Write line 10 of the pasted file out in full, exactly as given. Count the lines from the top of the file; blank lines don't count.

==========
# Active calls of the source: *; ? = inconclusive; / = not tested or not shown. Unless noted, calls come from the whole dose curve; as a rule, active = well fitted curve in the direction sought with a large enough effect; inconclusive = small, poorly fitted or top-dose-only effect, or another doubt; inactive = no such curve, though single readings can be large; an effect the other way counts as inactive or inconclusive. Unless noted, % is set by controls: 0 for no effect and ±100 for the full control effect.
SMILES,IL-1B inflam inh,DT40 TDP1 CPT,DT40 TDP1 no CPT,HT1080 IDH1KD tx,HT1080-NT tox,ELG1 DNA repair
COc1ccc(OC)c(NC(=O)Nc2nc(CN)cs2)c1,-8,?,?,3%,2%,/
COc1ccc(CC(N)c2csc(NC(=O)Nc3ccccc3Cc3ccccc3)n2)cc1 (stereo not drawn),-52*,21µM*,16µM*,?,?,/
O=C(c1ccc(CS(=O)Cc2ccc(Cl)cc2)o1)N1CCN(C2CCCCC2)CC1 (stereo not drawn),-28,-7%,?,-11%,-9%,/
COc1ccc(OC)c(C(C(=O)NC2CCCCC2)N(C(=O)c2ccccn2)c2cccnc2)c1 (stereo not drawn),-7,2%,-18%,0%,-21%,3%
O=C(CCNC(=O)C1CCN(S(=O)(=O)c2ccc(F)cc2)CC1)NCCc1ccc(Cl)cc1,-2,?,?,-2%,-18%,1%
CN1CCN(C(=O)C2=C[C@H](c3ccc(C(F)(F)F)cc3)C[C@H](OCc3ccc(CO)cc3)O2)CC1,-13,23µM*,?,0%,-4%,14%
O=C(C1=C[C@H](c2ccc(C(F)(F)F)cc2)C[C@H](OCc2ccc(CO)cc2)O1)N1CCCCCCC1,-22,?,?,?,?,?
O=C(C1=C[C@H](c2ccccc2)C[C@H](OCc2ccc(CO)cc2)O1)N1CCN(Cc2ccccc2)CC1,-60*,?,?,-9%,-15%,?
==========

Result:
O=C(C1=C[C@H](c2ccccc2)C[C@H](OCc2ccc(CO)cc2)O1)N1CCN(Cc2ccccc2)CC1,-60*,?,?,-9%,-15%,?